Everyone individually holds different values, but one value everyone similarly defends is fairness. Most people would agree that life is not fair. You do not always get what you deserve, and hard work at times gets carelessly overlooked. Certain people work and dedicate their lives to succeeding while others inherit possessions and portray success due to their heritage. History exemplifies this practice of legacy through monarchy, but history at times has also been proven to be unsuccessful and unfair. Should genetics declare someone as better or as more qualified than dedication and hard work?
When applying for a job, one typically gets chosen by the degree in which she can contribute to the business. To determine the best candidate, a person is evaluated by her dedication, hard work, experience, and potential. You have the power to mold yourself into who you desire to be, so this seems like a fair and wise way to determine who should be chosen. I, for one, was not chosen. The decision made against me was not due to lack of dedication, hard work, or experience but due to who I was not related to. I volunteered for a hospital for three years, and when I was old enough I decided to apply for a summer job. When I applied, I was the only one who had actually volunteered for a sufficient amount of time and was also the only one whose parents were not important employees such as doctors. The relation to someone showed to be a more laudable quality than dedication. To voice my concern I wrote a letter to the hospital director over the department of employees. I stood up for what I felt was mistreatment as well as made it apparent that his decision was made under biased circumstances. In my letter I asked, “Can you prove that being a son or daughter of an employee justifies as a fair attribute toward the evaluation of a job?” In his reply he completely failed to answer the question posed in my letter and replied, “I wish you luck in your future endeavors.” He obviously had lack of concerned with the way I had been mistreated just as he is with dedication when it comes to hiring employees. I felt as if my dedication meant nothing and the one factor I had no control over, who my parents are, justified that I was not sufficiently qualified enough for the job. This decision quickly taught me that fairness is not promised even if there exists proof of poor judgment. I am capable of recovering from unfair decisions, but it will take a long time for a business such as a hospital to recover from poor judgment in employees. Unfortunately, acting unfair is common in the competitive society we live in. Such as in politics, business, and schools, being related to the right people assures preference and greater opportunities.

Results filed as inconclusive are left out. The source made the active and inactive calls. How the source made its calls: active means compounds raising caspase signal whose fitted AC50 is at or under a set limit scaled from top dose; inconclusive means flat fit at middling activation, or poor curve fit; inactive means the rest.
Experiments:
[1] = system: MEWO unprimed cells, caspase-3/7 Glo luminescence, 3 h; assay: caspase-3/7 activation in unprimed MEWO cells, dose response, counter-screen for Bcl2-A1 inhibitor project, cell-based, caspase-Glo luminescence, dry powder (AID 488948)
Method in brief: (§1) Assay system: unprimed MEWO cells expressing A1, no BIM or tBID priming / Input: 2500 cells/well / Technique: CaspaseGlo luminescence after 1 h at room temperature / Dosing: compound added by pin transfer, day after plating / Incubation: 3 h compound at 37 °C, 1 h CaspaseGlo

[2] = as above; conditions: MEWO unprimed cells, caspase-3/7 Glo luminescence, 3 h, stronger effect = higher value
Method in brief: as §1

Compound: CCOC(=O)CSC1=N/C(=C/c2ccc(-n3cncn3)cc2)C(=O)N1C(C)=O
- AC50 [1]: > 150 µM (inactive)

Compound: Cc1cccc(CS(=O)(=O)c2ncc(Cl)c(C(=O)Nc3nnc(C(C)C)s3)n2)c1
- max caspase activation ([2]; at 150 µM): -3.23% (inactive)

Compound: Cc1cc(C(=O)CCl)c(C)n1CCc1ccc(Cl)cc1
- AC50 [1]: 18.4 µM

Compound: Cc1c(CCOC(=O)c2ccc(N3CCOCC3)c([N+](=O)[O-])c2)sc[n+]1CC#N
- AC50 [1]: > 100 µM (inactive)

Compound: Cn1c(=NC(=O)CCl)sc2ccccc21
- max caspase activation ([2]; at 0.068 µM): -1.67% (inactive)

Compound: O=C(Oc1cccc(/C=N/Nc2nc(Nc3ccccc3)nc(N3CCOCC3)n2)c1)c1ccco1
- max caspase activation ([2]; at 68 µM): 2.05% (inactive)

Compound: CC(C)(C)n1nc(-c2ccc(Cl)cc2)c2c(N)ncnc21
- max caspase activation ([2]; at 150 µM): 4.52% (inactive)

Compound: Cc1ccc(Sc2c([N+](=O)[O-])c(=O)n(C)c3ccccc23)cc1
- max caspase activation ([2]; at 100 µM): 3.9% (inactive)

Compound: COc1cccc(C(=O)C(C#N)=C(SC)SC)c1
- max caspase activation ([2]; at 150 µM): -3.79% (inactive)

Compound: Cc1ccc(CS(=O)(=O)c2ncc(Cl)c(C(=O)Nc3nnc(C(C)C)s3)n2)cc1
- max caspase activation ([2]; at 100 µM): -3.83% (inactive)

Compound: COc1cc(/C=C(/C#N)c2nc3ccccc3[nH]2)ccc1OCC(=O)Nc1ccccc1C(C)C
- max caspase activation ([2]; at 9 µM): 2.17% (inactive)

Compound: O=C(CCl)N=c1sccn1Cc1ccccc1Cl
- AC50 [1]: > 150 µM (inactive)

In any circumstance fairness should be valued. No matter where fairness takes place, it sets equal opportunities for everyone with no prerequisite of specific relatives. In my case, a hospital, where fairness is crucial to practice, I believe each employee should be chosen with great judgment, yet sometimes judgment over looks hard work and prefers a last name.
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